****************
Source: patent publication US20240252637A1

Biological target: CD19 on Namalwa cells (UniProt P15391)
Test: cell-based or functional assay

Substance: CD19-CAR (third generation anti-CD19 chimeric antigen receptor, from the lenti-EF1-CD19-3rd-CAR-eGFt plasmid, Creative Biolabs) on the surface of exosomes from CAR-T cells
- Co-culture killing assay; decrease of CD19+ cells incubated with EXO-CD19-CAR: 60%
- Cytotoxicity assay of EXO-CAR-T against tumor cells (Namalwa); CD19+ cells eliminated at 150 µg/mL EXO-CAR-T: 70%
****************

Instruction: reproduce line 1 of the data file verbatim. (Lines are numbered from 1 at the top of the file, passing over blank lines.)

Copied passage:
Source: patent publication US20240252637A1